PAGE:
Sometimes philosophical queries peep out of the news, just beneath straightforward reporting. I began reading in Haaratz (an Israeli newspaper) expecting only news and the usual political rancor. But something philosophical or conceptual crept in, the issue of Israeli identity—not unlike the question of personal identity.
Haaretz reported a conference presentation by Israel’s President Reuvin Rivlin. Although he’s assessing his country’s long-term prospects, it’s neither a campaign speech nor an obvious part of ongoing debates. It is curiously detached, yet the gist is not optimistic. Israel is no longer the Israel of Ben Gurion, a melting pot, but a land of tribes, quarrelsome enclaves having very little in common.
Israel’s first grade classes today are 38% secular Jews, 15% religious Zionist settler Jews, 21% Ultra Orthodox Haredim, and 24% Arab (excluding Arabs in Gaza and the West Bank). Religious Jews and Arabs are increasing while the number of secular Jews is decreasing. If current trends continue, in 40 years no tribe will comprise more than 30% of the population. What will be the face of the real Israel? Unlike the past half century, it will no longer be the face of a secular Zionist.
Can a hodgepodge without unifying loyalties be a country? If Rivlin is correct, the paradigm of a President or Prime Minister presiding over democratic majorities and loyal minorities, over lefties and righties, over secularists and religionists, is no longer credible. These labels have no traction when the reality is tribal squabble. Of course a strong man may take over, forging unity by coercion, fear, and distractions.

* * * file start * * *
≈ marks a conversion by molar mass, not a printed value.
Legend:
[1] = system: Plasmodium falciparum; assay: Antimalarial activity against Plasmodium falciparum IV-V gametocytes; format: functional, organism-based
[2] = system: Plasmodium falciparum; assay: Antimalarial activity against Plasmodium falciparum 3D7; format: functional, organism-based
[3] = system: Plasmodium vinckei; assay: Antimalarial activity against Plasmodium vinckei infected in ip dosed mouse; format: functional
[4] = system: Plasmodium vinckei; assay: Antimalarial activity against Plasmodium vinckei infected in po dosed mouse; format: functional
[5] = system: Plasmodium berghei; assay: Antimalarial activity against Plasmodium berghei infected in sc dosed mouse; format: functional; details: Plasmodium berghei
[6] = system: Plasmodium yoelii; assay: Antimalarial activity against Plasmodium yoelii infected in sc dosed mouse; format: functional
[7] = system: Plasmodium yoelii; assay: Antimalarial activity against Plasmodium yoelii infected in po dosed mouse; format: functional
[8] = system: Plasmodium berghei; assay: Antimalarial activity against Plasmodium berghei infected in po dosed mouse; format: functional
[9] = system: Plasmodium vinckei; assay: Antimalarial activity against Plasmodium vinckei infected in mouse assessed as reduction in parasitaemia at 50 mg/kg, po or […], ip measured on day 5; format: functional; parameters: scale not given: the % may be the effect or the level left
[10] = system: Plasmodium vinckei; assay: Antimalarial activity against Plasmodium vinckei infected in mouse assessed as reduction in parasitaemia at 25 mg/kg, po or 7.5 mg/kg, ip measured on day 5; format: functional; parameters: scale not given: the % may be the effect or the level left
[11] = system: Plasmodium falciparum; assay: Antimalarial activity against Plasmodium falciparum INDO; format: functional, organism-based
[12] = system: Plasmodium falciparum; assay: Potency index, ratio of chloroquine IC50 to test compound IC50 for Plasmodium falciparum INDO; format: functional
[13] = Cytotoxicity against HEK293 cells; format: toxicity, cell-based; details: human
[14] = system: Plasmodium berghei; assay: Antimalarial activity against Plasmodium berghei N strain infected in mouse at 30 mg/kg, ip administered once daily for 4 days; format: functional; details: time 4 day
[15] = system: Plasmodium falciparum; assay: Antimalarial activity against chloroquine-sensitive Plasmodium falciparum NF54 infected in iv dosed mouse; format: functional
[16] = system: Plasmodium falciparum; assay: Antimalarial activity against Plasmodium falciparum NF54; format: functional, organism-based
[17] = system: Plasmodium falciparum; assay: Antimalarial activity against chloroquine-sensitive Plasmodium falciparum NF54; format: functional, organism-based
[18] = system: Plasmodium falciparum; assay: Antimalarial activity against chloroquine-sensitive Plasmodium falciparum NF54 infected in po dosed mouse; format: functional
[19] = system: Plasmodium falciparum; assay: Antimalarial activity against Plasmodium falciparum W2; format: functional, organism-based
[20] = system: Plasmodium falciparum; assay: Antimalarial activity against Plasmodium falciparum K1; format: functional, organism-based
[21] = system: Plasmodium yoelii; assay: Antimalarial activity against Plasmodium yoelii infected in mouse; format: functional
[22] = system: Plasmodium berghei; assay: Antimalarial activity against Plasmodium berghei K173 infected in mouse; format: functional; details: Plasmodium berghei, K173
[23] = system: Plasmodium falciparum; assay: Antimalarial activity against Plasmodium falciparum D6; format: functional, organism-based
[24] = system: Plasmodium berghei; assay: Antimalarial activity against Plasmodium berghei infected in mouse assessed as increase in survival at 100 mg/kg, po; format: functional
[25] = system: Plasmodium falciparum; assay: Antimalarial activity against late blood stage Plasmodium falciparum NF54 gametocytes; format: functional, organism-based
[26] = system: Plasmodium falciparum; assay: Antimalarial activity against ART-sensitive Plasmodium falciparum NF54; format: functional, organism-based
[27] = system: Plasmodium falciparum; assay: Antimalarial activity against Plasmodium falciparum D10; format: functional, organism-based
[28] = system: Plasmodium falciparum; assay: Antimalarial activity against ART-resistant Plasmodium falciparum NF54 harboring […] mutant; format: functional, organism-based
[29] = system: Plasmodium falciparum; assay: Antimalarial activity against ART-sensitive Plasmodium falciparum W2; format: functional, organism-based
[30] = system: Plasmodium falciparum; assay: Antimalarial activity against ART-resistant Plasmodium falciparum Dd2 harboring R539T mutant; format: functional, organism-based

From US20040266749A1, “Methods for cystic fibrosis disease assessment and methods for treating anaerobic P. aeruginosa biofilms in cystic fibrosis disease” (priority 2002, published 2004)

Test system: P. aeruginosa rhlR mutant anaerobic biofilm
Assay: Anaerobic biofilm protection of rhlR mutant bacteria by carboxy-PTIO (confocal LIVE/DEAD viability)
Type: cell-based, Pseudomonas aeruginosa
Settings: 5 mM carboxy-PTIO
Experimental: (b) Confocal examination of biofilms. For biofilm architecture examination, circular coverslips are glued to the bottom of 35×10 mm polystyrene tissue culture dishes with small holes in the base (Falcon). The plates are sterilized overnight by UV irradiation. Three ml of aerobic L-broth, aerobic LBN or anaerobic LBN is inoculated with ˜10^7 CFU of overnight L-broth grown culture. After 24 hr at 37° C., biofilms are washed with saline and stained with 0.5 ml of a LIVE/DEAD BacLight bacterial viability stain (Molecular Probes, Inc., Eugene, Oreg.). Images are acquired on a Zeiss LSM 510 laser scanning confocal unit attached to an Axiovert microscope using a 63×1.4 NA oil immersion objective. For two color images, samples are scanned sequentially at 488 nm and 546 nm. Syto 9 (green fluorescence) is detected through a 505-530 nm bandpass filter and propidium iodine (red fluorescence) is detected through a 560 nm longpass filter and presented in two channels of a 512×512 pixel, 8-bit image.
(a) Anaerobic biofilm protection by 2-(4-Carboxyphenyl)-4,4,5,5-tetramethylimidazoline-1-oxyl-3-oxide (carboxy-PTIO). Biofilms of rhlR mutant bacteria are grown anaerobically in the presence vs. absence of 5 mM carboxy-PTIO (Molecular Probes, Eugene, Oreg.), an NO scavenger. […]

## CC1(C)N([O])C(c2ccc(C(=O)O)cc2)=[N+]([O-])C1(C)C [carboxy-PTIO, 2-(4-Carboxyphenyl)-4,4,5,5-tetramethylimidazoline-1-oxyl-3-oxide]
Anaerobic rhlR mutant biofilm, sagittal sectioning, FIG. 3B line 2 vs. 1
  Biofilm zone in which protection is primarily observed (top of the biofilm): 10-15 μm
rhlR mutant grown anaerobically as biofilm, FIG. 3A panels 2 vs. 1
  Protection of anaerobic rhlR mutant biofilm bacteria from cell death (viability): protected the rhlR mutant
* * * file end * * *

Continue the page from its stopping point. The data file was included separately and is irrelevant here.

The Israel of the early Eastern European secular settlers and Holocaust refugees is not the Israel of most secularists today, and not the Israel of the Arabs who remained in the territory after 1967. The Israel of the illegal West Bank settlers is not the Israel of the Ultra-Orthodox or the Arabs or the secularists. Even the army is no longer a dependable homogenizer. Discounting Arabs and Haredim who are largely exempt, automatic participation by others who are age-eligible is becoming a thing of the past.
On the President’s own account it matters little whether he is Likud or Labor, Right or Left, Conservative or Liberal, of the Majority or of the Minority. These terms are failing to grip any more. The restless instability Rivlin finds in these demographics flames out in many directions, often with deadly consequence. It raises a host of puzzles, both political and philosophical, about governance, trust, and respect among those who have little in common. The horizon hardly looks promising.
What if Hamas rockets or Syria or ISIS or Iran are ultimately responsible for whatever minimal cooperation these tribes can muster? There are no common dreams or aspirations that hold together Haredim, Arabs, Secular Jews, and Zionist settlers. To be Israeli means something different to each.
Yet an Israeli colleague, in a hopeful if wistful mood, reminds me that Switzerland is sovereign over four tribes, over four languages, over four peoples with roots in countries that have been the bitterest of enemies. How do the Swiss nurture trust and good will among their divergent factions? Of course it helps that no one canton imposes a military occupation on another. And there are always the sober lessons of Yugoslavia.
— Ed Mooney, Zeteo Contributor
Citations: “Reuven Rivlin’s radical speech to the Herzliya Conference,” Asher Schechter, in Haaretz,
June 9, 2015, http://www.haaretz.com/news/israel/1.660417 ; the photos were found on-line, through Google Images, searching “Israeli Jews,” “Israeli women,” and “Israeli Arabs.”